By Neil Leverett

  • England and South Africa face-off in the 2019 Rugby World Cup final on Saturday in Yokohama
  • Duo meet in rematch of 2007 final in Paris, where Springboks came out on top to win second world crown
  • Eddie Jones contests his third final, having been Assistant Coach to South Africa in victory over England 12 years ago
YOKOHAMA, JAPAN – With all the marbles at stake in the 2019 Rugby World Cup final, Saturday’s meeting in Yokohama between England and South Africa is lined with many a layer.


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Former champions collide

It is a final that perhaps few expected. England and South Africa are set to lock horns in Yokohama on Saturday in the 2019 Rugby World Cup final to determine who will be crowned champions for the next four years.

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With the William Webb Ellis trophy at stake in Japan this weekend, both sides have previously tasted world glory in the space of an eight-year dominance between 2003 and 2011, however the storied rivalry between the two Northern and Southern hemisphere nations is about more than just the odd sporting dalliance.

As Rose and Springbok gather themselves a for third finale showdown, both side’s closely-interlinked lineage serves as the perfect platform for Yokohama’s showpiece in the shadow of the Asian capital Tokyo. Indeed there are more than just the odd narrative for sporting fans to lap up this weekend.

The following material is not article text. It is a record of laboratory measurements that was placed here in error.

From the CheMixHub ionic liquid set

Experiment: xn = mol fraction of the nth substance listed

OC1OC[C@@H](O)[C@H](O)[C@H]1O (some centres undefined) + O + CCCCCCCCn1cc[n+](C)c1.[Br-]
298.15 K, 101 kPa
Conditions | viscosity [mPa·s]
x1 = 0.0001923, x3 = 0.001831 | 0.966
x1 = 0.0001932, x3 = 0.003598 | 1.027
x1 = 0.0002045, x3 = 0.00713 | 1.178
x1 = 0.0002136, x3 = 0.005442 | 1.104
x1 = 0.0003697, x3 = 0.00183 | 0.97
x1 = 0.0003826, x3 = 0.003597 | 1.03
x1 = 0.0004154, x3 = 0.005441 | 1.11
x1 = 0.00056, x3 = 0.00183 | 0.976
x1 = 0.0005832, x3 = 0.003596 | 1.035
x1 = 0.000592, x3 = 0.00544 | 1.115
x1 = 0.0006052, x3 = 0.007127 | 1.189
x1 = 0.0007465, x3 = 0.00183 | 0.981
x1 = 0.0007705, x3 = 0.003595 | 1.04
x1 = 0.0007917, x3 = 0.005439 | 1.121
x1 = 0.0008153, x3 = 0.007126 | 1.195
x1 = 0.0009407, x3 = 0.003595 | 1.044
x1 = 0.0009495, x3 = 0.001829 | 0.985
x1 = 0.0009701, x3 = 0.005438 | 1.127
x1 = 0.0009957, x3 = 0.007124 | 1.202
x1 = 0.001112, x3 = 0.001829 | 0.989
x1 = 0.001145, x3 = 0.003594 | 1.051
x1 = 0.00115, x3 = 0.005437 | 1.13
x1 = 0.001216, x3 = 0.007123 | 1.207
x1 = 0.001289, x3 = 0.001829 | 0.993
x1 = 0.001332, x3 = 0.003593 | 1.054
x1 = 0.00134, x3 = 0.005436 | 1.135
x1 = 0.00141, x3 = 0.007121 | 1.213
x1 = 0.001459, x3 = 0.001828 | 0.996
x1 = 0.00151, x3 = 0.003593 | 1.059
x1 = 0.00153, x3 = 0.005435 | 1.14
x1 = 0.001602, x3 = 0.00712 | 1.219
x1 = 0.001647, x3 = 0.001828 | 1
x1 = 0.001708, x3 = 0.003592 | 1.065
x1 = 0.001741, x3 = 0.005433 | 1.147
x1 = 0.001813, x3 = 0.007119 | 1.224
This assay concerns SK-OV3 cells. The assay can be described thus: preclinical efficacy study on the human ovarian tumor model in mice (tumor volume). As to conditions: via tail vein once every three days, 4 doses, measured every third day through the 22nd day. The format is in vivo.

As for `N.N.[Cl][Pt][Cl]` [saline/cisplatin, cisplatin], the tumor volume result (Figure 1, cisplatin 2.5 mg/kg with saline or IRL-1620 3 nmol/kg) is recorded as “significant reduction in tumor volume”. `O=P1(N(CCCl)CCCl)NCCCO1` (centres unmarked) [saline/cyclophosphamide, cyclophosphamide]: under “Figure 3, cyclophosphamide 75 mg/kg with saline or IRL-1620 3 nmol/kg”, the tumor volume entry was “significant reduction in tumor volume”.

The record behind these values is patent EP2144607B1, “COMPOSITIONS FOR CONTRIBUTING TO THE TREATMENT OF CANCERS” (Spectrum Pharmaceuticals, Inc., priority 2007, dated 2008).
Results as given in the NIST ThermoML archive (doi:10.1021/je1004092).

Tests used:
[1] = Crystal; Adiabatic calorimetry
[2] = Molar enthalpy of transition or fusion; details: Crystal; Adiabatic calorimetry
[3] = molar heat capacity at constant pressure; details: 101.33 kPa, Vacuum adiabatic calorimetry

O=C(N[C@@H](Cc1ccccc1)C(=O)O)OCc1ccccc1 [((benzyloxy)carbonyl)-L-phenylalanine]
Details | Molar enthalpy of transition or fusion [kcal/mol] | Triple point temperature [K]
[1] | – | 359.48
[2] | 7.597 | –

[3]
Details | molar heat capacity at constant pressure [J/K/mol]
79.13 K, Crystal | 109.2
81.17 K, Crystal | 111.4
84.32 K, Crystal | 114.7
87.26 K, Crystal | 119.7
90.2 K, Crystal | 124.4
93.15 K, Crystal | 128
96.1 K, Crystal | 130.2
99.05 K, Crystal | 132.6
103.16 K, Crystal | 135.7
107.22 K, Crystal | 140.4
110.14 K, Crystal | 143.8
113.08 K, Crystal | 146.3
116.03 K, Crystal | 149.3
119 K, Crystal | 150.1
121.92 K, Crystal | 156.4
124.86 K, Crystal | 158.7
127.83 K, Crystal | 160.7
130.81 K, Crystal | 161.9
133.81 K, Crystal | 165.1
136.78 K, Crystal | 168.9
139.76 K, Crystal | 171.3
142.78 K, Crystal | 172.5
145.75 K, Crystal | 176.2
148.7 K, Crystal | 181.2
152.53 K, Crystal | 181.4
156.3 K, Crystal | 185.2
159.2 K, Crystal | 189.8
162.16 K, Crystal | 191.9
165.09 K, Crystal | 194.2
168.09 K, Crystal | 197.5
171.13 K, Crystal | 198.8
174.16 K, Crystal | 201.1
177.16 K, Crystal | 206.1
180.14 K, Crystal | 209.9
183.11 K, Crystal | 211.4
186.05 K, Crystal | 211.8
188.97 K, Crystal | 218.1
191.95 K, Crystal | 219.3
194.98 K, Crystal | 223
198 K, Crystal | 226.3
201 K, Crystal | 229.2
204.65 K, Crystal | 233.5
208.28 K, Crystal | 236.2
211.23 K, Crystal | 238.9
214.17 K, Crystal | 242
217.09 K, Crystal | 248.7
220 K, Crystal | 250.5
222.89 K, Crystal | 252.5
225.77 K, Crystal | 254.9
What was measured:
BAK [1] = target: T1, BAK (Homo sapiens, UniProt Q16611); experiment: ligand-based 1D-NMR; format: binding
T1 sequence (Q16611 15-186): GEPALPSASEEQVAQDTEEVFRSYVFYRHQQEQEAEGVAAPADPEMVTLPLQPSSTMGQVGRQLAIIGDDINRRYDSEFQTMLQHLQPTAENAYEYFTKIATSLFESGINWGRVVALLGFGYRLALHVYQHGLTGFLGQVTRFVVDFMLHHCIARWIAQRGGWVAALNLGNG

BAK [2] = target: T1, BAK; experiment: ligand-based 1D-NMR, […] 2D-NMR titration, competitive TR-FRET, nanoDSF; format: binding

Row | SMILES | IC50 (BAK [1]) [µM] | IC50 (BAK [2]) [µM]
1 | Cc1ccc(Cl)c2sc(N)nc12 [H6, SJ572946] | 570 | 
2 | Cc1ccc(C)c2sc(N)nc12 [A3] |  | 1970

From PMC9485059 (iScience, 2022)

Jones’ finale triple

As the biggest – but not sole – chess piece of the final, England coach Eddie Jones will be all too aware of his standing in Saturday’s final, as the Australian contests his third Rugby World Cup final, having seen all sides of winning and losing results and from various stances since 2003.

For the man who was the defeated coach by England in the final in Sydney 16 years ago, Jones was also part of the Springbok set-up in 2007, playing Assistant Coach to Jake White, as South Africa beat Brian Ashton‘s men by 15-6 in Paris.

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Despite the Wallabies being on home soil in his previous final as Head Coach, this time around both he and England will be favourites to lift the Webb Ellis trophy, which would be a fitting story arc for the 59-year-old Tasmanian, after a 25-year managerial career in both hemispheres and on three continents.

After an oft-difficult last 18 months which has seen spectacular fall and subsequent rise in English rugby once more, in a city and stadium where Jones again catapulted himself into the limelight with Japan having fallen to England sixteen years ago, this weekend could see Jones as this time the architect, in re-installing England as the number one side in the world.



de Klerk and dagger

Perhaps the most fascinating layer lies in the hands – and feet – of Springbok scrum-half Faf de Klerk, who – to use Greek Mythology vernacular – was the ‘Mini Hercules’ who slayed David last weekend and again will on Saturday, look to do the same to England as he did Wales.